Route to Food | Interview with Gakuo Macharia aka Kalimani
Gakuo Macharia aka Kalimani was part of a collaboration between the Route to Food Alliance and Dandora Hip Hop City (DHC), highlighting food security as a human right in Kenya. As one of the best performing artists at the DHC cypher, we sought him out for a chat.
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Interview with Gakuo Macharia aka Kalimani

Interview with Gakuo Macharia aka Kalimani

Gakuo Macharia aka Kalimani was part of a collaboration between the Route to Food Alliance and Dandora Hip Hop City (DHC), highlighting food security as a human right in Kenya. As one of the best performing artists at the DHC cypher, we sought him out for a chat over chai.

Here’s what he had to say.

  1. What do you know about the food (in)security situation in Kenya?

I know that as a country we are not food secure. We still have people facing starvation – from Turkana to Nairobi. It’s sad that years after independence we are still hungry. This situation is aggravated by our leaders who lack the political goodwill to provide a long-lasting solution.

  1. What do you know about the Route to Food Alliance?

The Route to Food Alliance aims to create awareness that it is everyone’s right to be free from hunger and that it is our collective responsibility to question those in power and assess whether the solutions offered effectively meet the needs of all Kenyans.

  1. If I said food is a political issue, what do you understand that to mean?

Food is a political issue in that the food chain is controlled by cartels – many of whom are known by or are official government duty bearers.  Additionally, the cost of living is determined by political tension in the country. For example, last year the cost of living was high mainly because it was an electioneering period and people were nervous to travel meaning food was not readily available in major markets or urban centres and the food that was available, would have been expensive. It was the same case in 2013.

  1. What has been your experience of food in Kenya? In terms of availability when growing up,

affordability as an adult now, and knowledge on nutrition?

 My parents were subsistence farmers. They used to grow food for our own household consumption. This was healthy food grown from our backyard. In the morning we would have ngwaci (sweet potatoes) and nduma (arrow roots) for breakfast.

Right now I live alone and I can afford to have a decent meal. I wouldn’t say my food is as healthy as before. I find myself eating junk food as it is cheap and available everywhere. I also live in town where I can’t grow my own food even if I wanted to.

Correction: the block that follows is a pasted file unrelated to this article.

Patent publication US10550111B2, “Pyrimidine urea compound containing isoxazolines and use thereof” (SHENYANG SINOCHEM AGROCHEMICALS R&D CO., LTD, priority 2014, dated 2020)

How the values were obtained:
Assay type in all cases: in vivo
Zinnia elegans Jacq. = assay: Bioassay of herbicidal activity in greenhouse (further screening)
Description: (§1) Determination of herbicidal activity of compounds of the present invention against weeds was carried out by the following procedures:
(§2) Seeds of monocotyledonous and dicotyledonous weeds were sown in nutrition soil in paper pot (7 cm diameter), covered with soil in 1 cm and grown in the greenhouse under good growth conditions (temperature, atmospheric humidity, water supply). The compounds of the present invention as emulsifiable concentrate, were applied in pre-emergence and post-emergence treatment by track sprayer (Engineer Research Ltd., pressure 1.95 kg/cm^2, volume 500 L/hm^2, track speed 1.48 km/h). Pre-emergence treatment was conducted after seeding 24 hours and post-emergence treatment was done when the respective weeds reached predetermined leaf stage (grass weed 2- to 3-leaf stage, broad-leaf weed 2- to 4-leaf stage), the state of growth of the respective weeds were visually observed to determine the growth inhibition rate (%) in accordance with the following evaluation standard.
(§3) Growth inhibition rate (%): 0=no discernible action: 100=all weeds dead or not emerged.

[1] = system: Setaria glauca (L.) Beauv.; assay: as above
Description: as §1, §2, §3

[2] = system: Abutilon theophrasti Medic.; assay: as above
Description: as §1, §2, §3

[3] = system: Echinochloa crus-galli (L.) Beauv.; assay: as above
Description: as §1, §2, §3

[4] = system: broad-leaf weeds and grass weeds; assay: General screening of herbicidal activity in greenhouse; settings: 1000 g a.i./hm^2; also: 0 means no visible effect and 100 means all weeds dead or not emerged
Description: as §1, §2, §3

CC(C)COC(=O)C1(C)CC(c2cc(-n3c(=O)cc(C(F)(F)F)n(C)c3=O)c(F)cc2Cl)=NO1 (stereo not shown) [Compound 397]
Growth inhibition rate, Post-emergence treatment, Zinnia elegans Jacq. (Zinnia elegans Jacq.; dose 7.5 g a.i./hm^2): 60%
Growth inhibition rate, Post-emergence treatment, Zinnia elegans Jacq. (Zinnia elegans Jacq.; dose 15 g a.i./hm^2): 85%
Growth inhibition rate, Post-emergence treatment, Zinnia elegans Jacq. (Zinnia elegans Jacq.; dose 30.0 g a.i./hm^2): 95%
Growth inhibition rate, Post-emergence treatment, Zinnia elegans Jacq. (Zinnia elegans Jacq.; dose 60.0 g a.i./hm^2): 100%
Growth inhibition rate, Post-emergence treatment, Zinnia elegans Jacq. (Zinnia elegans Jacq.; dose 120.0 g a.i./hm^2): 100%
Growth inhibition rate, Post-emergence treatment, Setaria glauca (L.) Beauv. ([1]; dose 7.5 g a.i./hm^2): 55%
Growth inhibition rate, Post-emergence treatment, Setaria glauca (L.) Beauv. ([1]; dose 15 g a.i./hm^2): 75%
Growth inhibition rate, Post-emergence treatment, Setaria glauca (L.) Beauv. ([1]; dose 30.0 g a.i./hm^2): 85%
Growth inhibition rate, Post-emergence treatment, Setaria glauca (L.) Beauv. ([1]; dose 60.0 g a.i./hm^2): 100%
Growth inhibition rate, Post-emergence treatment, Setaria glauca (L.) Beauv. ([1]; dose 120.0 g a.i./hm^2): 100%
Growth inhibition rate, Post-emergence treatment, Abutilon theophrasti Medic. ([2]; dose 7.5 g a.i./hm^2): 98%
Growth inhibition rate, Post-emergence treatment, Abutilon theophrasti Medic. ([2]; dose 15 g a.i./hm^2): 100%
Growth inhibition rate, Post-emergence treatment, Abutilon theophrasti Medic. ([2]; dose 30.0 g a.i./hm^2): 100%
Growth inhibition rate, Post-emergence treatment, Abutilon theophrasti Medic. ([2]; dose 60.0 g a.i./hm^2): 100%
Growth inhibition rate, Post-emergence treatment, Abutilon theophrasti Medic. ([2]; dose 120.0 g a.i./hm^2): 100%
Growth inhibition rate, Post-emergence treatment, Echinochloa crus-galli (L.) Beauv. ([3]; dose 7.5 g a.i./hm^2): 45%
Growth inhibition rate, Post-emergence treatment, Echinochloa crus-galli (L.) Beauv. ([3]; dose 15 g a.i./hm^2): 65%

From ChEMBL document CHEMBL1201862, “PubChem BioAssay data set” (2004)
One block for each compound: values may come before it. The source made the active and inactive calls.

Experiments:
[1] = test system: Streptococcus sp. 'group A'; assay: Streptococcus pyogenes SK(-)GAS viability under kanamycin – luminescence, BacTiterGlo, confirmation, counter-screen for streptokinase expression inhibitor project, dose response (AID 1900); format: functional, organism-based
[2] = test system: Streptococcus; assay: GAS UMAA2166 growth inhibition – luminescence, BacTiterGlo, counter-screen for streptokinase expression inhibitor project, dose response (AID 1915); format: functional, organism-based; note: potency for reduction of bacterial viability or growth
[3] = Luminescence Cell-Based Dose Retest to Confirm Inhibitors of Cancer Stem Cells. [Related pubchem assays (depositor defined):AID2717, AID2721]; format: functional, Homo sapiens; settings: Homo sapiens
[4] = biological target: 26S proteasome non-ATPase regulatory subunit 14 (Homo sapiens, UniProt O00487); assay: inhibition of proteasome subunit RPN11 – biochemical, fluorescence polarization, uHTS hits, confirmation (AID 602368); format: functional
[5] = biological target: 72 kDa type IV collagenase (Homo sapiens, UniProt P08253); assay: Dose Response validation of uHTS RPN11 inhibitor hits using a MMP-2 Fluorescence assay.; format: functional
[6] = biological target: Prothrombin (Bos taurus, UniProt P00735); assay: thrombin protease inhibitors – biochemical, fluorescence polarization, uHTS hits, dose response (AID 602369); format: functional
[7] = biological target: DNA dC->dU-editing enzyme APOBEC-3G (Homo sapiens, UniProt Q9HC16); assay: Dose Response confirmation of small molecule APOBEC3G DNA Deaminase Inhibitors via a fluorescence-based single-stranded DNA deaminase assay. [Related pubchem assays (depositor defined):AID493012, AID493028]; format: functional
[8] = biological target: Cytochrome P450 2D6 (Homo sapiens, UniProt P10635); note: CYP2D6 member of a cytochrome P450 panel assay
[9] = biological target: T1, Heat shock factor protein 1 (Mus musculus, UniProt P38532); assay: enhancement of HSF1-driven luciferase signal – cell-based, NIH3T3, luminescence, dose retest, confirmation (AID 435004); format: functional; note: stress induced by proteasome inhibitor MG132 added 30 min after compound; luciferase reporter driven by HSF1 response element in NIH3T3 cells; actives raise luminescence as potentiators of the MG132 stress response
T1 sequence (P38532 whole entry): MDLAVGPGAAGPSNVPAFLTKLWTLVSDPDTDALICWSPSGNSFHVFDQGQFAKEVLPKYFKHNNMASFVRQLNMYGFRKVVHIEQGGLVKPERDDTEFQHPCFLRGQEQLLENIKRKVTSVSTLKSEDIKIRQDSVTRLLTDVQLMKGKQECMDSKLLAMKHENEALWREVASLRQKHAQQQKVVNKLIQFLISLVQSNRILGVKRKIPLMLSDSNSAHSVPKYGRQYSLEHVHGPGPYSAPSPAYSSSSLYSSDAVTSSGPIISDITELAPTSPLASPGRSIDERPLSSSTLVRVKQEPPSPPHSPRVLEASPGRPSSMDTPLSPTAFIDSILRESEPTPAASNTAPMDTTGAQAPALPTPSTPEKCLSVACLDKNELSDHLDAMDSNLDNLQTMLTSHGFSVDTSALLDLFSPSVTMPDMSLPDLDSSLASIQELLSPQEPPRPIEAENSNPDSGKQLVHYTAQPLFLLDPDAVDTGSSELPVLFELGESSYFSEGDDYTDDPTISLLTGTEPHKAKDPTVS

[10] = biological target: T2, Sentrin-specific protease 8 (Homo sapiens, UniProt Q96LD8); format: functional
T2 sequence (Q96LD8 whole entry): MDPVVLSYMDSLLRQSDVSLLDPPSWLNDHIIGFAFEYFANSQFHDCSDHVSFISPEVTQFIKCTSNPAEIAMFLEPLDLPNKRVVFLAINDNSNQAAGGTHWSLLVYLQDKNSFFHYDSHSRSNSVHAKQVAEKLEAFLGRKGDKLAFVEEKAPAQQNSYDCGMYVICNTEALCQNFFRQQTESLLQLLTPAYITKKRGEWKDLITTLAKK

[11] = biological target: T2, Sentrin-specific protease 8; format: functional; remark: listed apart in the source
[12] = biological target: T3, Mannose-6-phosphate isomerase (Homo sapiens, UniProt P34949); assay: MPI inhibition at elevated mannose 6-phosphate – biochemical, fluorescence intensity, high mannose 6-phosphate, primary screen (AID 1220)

1.  What inspired you to take part in the collaboration between DHC and the Route to Food?

As an artist, I am also attracted to attending and being part of platforms that allow me to showcase my artistic skills. I love to rap and when I read about the cypher on social media, my interest was piqued. I learnt more about what the cypher was about and realised that it was about food injustices and I decided to participate.

  1. What were the main points you wanted to express, in your rap lyrics at the cypher?

In my rap, I wanted to speak about leadership and accountability.

Regarding leadership I was asking our leaders, “Is your conscience clear on the promises that you made to the people who voted for you?”  Did you just get to power and forget that your people asked for opportunities to enable them to fend for their family?

The accountability question was directed to the citizens. Here, I am asking them that as much as it’s the responsibility of their leaders to put in place mechanisms to ensure food security, what are they doing to hold leaders to account? I want to encourage Kenyans to hold our leaders accountable in their promise to address the systemic hunger.

  1. What motivated you to join the Route to Food Alliance?

Before the cypher, I had not joined the alliance.  I also had not learnt of any initiative that advocates for the Right to Food in Kenya. But after my interactions at the cypher and learning more about the initiative, I felt inspired to be part of it.

The drive to talk about food has always been resonated with me. Even as a kid I have participated in advocating for food accessibility and affordability. I have been part of hunger walks and food charity. I have also participated in 4K Clubs back in primary school where we learnt various agricultural practices that can help us be food secure.  We need more initiatives that advocate for the Human Right to Food in Kenya and I am happy that the Route to Food Alliance is laying down a path for us to follow.

  1. What’s your take home and widespread message to all on this issue?

As much as there are other issues that need the government’s attention and focus,  food security deserves to be among the top things we put on the table for discussion, consistently. We all know that a hungry nation is an angry nation. It is encouraging that it has been recognised as part of the Big Four agenda but this should not only remain on paper. It should be actualised to ensure that all people have access to the right quantity and quality of food.

Watch Kalimani’s music video from DHC on our Youtube channel here.

 

Interview by Faiba Kombo
Image: Kalimani (Gakuo Macharia), Dandora Estate, Nairobi. 

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